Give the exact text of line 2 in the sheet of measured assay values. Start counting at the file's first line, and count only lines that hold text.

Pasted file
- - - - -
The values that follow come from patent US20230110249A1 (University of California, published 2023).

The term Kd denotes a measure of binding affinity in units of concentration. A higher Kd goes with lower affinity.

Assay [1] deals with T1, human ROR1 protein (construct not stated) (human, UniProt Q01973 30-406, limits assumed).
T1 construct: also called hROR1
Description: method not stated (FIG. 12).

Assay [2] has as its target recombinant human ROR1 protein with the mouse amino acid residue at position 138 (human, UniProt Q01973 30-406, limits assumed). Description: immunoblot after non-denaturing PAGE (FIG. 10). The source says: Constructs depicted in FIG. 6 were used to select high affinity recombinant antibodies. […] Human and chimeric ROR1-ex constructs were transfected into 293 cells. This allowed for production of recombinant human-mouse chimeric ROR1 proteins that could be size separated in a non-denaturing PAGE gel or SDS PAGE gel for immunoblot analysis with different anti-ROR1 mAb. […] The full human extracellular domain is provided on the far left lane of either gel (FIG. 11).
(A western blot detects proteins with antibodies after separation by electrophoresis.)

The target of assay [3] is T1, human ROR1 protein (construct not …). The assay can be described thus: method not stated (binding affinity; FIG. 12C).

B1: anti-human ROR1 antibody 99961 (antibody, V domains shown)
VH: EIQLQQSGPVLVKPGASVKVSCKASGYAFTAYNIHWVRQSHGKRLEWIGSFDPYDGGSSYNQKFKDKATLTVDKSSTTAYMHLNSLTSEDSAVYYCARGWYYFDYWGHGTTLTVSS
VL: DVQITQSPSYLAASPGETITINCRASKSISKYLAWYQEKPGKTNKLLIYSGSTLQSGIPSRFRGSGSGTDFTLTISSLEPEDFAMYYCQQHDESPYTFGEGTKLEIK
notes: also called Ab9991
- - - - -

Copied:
The term Kd denotes a measure of binding affinity in units of concentration. A higher Kd goes with lower affinity.